What holds materials together – on the inside
Everyone knows what happens if you drop a coffee cup – it usually shatters into several pieces. Ideally, we just smile and say ‘break a thing, mend your luck’. However, the consequences of material fracture if it occurs in aeroplanes, ships or trains are far more serious and can cost lives, such as in the example of the ICE rail disaster in Eschede in Germany 20 years ago, which was caused by a wheel fracture. The German Research Foundation (DFG) has now approved a new research training group at Friedrich-Alexander-Universität Erlangen-Nürnberg (FAU) that is researching precisely this topic.
‘A fracture is the result of a series of fracture processes. We want to conduct research into these processes in materials across all scales ranging from cracks visible to the naked eye right down to the atomic level in the nanometer range,’ says Prof. Dr. Paul Steinmann, Chair of Applied Mechanics and speaker of the new research training group 2423 FRASCAL, which stands for Fracture across Scales. The group is dedicated to the complex interdisciplinary area of materials engineering. The DFG has now approved funding of 5.5 million euros for this research for a period of four and a half years.
Part of this research will be on plastics as materials that are gaining in significance and that are helping to make aeroplanes lighter and thus improve their fuel efficiency. In contrast to metals (such as the fractured train wheel), the fracture behaviour of plastics has not yet been researched to the same extent and by so many different areas as is now the case in the new FRASCAL research training group.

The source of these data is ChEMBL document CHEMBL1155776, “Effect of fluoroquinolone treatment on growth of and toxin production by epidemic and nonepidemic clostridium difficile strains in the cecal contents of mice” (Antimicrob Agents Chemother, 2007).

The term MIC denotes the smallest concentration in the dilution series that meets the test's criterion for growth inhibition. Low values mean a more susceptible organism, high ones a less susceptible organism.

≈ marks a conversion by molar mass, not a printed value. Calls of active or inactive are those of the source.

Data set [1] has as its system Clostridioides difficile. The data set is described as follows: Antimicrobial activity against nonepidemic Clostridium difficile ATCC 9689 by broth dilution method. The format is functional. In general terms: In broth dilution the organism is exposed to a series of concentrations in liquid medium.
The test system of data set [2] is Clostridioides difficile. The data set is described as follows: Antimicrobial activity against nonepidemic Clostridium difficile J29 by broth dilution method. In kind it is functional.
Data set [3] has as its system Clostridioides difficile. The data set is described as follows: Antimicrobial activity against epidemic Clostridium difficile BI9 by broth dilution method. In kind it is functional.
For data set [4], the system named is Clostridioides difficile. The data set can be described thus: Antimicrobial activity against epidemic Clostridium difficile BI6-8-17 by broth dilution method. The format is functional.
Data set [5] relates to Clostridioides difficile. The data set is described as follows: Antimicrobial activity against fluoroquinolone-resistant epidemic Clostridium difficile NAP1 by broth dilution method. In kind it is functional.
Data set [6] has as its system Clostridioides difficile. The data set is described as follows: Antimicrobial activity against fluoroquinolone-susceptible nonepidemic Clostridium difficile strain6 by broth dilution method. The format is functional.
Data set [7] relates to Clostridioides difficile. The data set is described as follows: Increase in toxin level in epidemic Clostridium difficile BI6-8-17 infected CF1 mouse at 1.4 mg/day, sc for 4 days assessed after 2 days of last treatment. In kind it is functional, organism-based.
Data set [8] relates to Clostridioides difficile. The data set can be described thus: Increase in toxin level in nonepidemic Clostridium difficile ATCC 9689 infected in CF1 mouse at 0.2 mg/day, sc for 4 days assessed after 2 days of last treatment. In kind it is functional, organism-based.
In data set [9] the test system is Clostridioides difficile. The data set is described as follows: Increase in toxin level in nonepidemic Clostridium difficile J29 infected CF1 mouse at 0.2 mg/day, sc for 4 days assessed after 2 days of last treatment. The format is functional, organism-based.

‘FRASCAL is developing computer-aided simulation methods in 12 projects that can record the properties of fracture processes on various length scales,’ explains Steinmann. ‘We want to improve our understanding of fracture processes to such an extent that we are able to prevent undesired fractures from occurring and also use them for our benefit in certain applications.’ In the case of the latter, this means processing coarse-grained granulates in a targeted way and turning them into powders with specific properties – from a lump of rock into fine sand as it were.
The multidisciplinarity of this research training group is what makes it special. The FRASCAL consortium consists of physicists, chemists, mathematicians and engineers. Thanks to interdisciplinary collaboration, the scientists involved can research what influences fracture behaviour from various perspectives. For example, mathematicians work in teams with materials scientists or chemists work with mechanical engineers.
‘The scientists complement each other while still working on the FRASCAL team.’ As FRASCAL is a research training group, particular emphasis is being placed on allowing doctoral candidates to carry out top-level research in this interdisciplinary setting which will then lead to a doctoral degree. The advanced teaching programme is designed to allow every researcher to gain some knowledge from the other subjects involved. This is supplemented by further training in soft skills or career planning.
The planned duration of the research training group is nine years in total. A total of eleven doctoral candidates and one postdoctoral candidate will carry out research during the first phase that has now been approved. ‘We hope to train over 30 doctoral candidates during the entire duration of the research training group’.
Prof. Dr. Paul Steinmann
Tel: +49 9131 85-28501